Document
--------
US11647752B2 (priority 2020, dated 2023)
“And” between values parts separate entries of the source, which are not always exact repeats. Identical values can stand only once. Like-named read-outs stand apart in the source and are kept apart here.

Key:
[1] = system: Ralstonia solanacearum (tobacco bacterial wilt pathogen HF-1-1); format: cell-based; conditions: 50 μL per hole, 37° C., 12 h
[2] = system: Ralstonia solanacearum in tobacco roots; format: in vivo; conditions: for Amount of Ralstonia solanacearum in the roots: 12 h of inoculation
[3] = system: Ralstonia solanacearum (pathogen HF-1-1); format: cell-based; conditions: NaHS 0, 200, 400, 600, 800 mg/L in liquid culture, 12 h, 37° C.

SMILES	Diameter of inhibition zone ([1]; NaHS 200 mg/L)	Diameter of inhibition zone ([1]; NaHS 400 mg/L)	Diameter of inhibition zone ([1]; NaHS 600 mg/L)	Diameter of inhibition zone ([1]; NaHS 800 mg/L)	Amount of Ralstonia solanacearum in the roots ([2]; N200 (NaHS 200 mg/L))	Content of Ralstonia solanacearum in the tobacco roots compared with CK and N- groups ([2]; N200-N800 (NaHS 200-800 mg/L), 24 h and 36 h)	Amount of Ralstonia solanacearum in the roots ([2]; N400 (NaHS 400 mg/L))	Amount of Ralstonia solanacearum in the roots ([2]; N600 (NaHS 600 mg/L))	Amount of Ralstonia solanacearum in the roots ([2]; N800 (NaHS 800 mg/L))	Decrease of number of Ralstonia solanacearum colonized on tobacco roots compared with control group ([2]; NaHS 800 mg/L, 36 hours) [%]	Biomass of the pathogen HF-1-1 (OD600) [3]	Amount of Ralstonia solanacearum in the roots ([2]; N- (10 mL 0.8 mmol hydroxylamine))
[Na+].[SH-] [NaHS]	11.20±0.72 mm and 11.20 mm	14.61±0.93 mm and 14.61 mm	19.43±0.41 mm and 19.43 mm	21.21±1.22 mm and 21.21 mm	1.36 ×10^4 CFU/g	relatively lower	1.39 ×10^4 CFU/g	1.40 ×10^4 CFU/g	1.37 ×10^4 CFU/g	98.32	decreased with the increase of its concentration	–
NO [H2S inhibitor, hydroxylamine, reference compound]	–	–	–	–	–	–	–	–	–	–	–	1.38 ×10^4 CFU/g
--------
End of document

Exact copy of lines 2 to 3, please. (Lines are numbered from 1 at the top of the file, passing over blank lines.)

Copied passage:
“And” between values parts separate entries of the source, which are not always exact repeats. Identical values can stand only once. Like-named read-outs stand apart in the source and are kept apart here.

Key: